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Shepherd University's Martinsburg Center is open for business

July 25, 2013|By RICHARD F. BELISLE | richardb@herald-mail.com
  • Shepherd University President Suzanne Shipley speaks at a ribbon cutting at the new Shepherd University Martinsburg Center. Looking on is James Klein, director of the center.
By Ric Dugan, Staff Photographer

MARTINSBURG, W.Va. — Shepherd University President Suzanne Shipley, now in her seventh year in the job, cut a ribbon on Thursday officially opening the university’s new $2.5 million Martinsburg Center.

About 100 peopled crowded into the lobby area for the ceremony, which marked Shipley’s seventh ribbon cutting for a new Shepherd facility.

The center, in Berkeley Commons at 261 Aikens Center off Edwin Miller Boulevard, occupies 16,434 square feet on the first two floors of the huge building. The university has a long-term lease for the space.

Inside are 14 classrooms, including 39-seat lecture halls, seminar rooms, offices and commons areas. The center has 268 seats.

Shepherd University is “poised to become the premier leader in adult or nontraditional education in the four-state area,” said James Klein, the center’s director.

As of Thursday, 100 students have enrolled, Klein said.

Center students pay the same tuition rates as those on Shepherd’s main campus.

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Both schools will open Aug. 26.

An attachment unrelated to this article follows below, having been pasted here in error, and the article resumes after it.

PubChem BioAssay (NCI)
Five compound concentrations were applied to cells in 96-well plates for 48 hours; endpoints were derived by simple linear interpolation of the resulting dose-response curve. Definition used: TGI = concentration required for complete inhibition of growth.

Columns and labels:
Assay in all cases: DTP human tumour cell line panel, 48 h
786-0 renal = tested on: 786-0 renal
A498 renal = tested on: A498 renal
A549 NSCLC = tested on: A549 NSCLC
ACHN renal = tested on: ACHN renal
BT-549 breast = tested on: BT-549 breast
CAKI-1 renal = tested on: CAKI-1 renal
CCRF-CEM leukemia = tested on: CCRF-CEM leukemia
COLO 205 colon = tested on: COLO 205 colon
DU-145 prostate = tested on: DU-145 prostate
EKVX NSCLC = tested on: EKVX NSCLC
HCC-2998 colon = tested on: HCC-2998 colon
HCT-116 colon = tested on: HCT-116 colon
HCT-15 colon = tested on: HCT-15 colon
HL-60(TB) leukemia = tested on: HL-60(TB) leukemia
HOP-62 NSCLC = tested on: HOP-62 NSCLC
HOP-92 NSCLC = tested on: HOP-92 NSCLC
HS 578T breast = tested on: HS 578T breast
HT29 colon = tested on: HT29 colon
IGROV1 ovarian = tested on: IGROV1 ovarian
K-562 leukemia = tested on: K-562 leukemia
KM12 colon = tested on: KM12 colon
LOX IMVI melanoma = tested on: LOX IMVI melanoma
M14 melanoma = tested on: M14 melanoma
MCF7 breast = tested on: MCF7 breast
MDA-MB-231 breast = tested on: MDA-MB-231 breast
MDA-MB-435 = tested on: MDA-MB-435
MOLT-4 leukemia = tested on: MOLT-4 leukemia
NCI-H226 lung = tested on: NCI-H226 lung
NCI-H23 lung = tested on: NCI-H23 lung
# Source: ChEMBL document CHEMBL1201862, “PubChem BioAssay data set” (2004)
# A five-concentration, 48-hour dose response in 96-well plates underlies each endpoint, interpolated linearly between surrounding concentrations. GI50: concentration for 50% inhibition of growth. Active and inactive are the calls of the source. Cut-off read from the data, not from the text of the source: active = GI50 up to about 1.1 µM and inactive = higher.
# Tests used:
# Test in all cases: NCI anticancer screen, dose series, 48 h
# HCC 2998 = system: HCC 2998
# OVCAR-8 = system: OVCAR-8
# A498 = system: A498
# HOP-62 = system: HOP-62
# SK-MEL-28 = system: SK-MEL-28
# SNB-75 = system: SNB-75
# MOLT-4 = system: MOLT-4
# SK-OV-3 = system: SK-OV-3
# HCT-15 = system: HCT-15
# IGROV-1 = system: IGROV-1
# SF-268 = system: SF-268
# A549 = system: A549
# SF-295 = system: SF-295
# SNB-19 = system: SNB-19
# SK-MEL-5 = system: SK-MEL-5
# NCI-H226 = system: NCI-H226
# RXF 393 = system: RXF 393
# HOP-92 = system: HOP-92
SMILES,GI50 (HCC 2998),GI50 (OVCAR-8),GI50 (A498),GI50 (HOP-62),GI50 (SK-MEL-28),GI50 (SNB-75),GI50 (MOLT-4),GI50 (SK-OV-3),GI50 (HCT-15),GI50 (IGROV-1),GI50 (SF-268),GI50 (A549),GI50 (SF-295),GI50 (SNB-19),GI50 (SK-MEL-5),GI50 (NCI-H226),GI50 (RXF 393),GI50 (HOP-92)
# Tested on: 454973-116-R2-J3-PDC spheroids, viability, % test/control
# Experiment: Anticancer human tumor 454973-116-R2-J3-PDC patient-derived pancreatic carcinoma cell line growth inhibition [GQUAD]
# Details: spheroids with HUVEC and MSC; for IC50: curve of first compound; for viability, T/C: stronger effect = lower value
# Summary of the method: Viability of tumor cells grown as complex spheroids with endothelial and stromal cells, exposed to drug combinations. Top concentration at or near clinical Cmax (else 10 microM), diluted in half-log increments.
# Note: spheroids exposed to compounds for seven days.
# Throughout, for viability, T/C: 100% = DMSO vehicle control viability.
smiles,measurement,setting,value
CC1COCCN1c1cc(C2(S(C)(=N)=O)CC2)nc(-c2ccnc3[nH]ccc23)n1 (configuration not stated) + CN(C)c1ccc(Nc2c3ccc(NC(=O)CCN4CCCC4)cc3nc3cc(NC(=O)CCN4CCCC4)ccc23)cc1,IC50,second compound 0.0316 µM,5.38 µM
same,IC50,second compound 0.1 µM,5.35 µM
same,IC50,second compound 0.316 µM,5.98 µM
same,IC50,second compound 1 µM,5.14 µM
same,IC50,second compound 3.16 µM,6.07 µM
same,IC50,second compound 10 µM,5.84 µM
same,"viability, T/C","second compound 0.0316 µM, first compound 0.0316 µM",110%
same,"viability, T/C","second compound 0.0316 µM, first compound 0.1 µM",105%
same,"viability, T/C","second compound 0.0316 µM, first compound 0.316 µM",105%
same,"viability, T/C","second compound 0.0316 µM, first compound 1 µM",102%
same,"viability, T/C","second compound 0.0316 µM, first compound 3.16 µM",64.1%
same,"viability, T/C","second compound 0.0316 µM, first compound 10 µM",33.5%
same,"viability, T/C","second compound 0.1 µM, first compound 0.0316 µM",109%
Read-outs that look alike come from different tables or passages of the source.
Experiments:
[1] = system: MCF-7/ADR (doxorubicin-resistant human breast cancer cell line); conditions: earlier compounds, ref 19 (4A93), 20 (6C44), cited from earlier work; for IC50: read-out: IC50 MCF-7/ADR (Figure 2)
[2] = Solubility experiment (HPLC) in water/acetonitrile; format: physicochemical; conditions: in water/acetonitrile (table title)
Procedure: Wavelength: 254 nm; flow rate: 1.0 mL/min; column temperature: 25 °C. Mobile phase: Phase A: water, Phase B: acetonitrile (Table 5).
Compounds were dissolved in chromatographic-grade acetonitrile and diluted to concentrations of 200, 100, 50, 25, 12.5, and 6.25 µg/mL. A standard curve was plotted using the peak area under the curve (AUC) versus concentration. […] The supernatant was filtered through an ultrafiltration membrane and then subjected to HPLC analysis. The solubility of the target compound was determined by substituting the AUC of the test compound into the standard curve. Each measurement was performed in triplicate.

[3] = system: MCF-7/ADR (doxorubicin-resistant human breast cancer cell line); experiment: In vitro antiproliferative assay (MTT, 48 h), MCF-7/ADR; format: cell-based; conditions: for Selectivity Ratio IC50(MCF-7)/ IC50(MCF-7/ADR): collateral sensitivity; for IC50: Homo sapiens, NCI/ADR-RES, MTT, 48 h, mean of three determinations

Shepherd put up the money to build, equip and staff the new center.

“It’s all on our dime,” Shipley told the audience.

The hope is that the state will eventually pick up some of the costs once the center proves, in Shipley’s words, “the importance of helping adults complete degrees in order to advance professionally and contribute to the thriving economy of this region. Shepherd looks forward to completing the educational landscape that Blue Ridge Community and Technical College inhabits so capably.”

The curriculum is geared to students who never finished college through its Regents Bachelor of Arts or Science programs or those needing advanced degrees through its masters programs.

The Master of Business Administration program offers degrees in accounting, health care, public management and sports management and Master of Arts in curriculum and instruction and special education.

A program called Strategic Business Alliance allows employees of participating businesses and agencies to take courses at reduced tuition rates.

Klein said surveys by the West Virginia Higher Education Policy Commission show that more than 800 Eastern Panhandle students left college before graduating.

“There is no limit to the programs that could service the area with this new facility,” he said.

Center students will take a combination of in-class and online instruction. Faculty members who teach graduate and upper-level undergraduate courses are hired by department heads on the main campus.

“This is a project the state could support,” said Paul Hill, chancellor of the West Virginia Higher Education Policy Commission, who attended the ceremony. “This will get more degreed people into the workforce. Adult learners are a growing population in the state.”

“Sometimes, life gets in the way of completing a degree,” Hill said. “Right now, West Virginia needs 20,000 college graduates just to keep pace.”

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